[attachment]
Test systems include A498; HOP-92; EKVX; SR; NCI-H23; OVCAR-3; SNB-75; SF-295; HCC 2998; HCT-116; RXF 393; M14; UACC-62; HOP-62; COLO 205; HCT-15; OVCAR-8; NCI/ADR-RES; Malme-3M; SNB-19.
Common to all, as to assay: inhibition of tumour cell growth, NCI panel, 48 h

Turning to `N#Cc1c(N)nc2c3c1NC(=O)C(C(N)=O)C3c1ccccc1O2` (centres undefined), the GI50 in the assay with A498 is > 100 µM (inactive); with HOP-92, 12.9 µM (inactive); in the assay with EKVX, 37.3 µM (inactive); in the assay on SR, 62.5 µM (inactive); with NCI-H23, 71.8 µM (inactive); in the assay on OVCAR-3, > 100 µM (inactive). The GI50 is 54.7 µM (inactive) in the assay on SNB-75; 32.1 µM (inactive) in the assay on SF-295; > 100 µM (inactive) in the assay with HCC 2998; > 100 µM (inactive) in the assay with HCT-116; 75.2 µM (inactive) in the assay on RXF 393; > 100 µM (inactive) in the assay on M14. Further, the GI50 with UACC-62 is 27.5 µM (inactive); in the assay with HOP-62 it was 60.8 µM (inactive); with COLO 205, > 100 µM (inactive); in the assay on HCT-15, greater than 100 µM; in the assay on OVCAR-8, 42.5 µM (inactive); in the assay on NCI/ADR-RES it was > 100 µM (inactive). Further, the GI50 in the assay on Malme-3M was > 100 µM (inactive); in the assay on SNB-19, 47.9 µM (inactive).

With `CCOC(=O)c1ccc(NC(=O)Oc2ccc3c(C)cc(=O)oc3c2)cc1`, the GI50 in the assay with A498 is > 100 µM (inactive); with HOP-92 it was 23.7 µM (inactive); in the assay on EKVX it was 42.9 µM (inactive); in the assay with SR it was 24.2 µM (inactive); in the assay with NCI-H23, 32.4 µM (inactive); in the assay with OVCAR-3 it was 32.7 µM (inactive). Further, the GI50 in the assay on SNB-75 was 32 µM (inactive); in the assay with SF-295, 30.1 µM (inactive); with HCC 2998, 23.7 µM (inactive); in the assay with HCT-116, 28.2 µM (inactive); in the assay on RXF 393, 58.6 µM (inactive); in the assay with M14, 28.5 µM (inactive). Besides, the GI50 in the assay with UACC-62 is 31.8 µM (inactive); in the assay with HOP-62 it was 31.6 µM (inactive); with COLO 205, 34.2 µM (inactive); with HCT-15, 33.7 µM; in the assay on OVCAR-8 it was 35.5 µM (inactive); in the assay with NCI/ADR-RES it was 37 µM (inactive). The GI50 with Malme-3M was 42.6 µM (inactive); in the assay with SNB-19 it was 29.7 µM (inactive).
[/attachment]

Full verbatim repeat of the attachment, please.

Test systems include A498; HOP-92; EKVX; SR; NCI-H23; OVCAR-3; SNB-75; SF-295; HCC 2998; HCT-116; RXF 393; M14; UACC-62; HOP-62; COLO 205; HCT-15; OVCAR-8; NCI/ADR-RES; Malme-3M; SNB-19.
Common to all, as to assay: inhibition of tumour cell growth, NCI panel, 48 h

Turning to `N#Cc1c(N)nc2c3c1NC(=O)C(C(N)=O)C3c1ccccc1O2` (centres undefined), the GI50 in the assay with A498 is > 100 µM (inactive); with HOP-92, 12.9 µM (inactive); in the assay with EKVX, 37.3 µM (inactive); in the assay on SR, 62.5 µM (inactive); with NCI-H23, 71.8 µM (inactive); in the assay on OVCAR-3, > 100 µM (inactive). The GI50 is 54.7 µM (inactive) in the assay on SNB-75; 32.1 µM (inactive) in the assay on SF-295; > 100 µM (inactive) in the assay with HCC 2998; > 100 µM (inactive) in the assay with HCT-116; 75.2 µM (inactive) in the assay on RXF 393; > 100 µM (inactive) in the assay on M14. Further, the GI50 with UACC-62 is 27.5 µM (inactive); in the assay with HOP-62 it was 60.8 µM (inactive); with COLO 205, > 100 µM (inactive); in the assay on HCT-15, greater than 100 µM; in the assay on OVCAR-8, 42.5 µM (inactive); in the assay on NCI/ADR-RES it was > 100 µM (inactive). Further, the GI50 in the assay on Malme-3M was > 100 µM (inactive); in the assay on SNB-19, 47.9 µM (inactive).

With `CCOC(=O)c1ccc(NC(=O)Oc2ccc3c(C)cc(=O)oc3c2)cc1`, the GI50 in the assay with A498 is > 100 µM (inactive); with HOP-92 it was 23.7 µM (inactive); in the assay on EKVX it was 42.9 µM (inactive); in the assay with SR it was 24.2 µM (inactive); in the assay with NCI-H23, 32.4 µM (inactive); in the assay with OVCAR-3 it was 32.7 µM (inactive). Further, the GI50 in the assay on SNB-75 was 32 µM (inactive); in the assay with SF-295, 30.1 µM (inactive); with HCC 2998, 23.7 µM (inactive); in the assay with HCT-116, 28.2 µM (inactive); in the assay on RXF 393, 58.6 µM (inactive); in the assay with M14, 28.5 µM (inactive). Besides, the GI50 in the assay with UACC-62 is 31.8 µM (inactive); in the assay with HOP-62 it was 31.6 µM (inactive); with COLO 205, 34.2 µM (inactive); with HCT-15, 33.7 µM; in the assay on OVCAR-8 it was 35.5 µM (inactive); in the assay with NCI/ADR-RES it was 37 µM (inactive). The GI50 with Malme-3M was 42.6 µM (inactive); in the assay with SNB-19 it was 29.7 µM (inactive).